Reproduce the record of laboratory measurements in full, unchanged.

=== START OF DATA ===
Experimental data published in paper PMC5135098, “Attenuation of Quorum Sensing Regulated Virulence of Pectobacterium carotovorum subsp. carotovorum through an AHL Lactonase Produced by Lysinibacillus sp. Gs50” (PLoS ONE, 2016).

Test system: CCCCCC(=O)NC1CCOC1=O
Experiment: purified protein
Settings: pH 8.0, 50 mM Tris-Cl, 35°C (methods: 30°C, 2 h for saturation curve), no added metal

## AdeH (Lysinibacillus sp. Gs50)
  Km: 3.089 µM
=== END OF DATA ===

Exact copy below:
Experimental data published in paper PMC5135098, “Attenuation of Quorum Sensing Regulated Virulence of Pectobacterium carotovorum subsp. carotovorum through an AHL Lactonase Produced by Lysinibacillus sp. Gs50” (PLoS ONE, 2016).

Test system: CCCCCC(=O)NC1CCOC1=O
Experiment: purified protein
Settings: pH 8.0, 50 mM Tris-Cl, 35°C (methods: 30°C, 2 h for saturation curve), no added metal

## AdeH (Lysinibacillus sp. Gs50)
  Km: 3.089 µM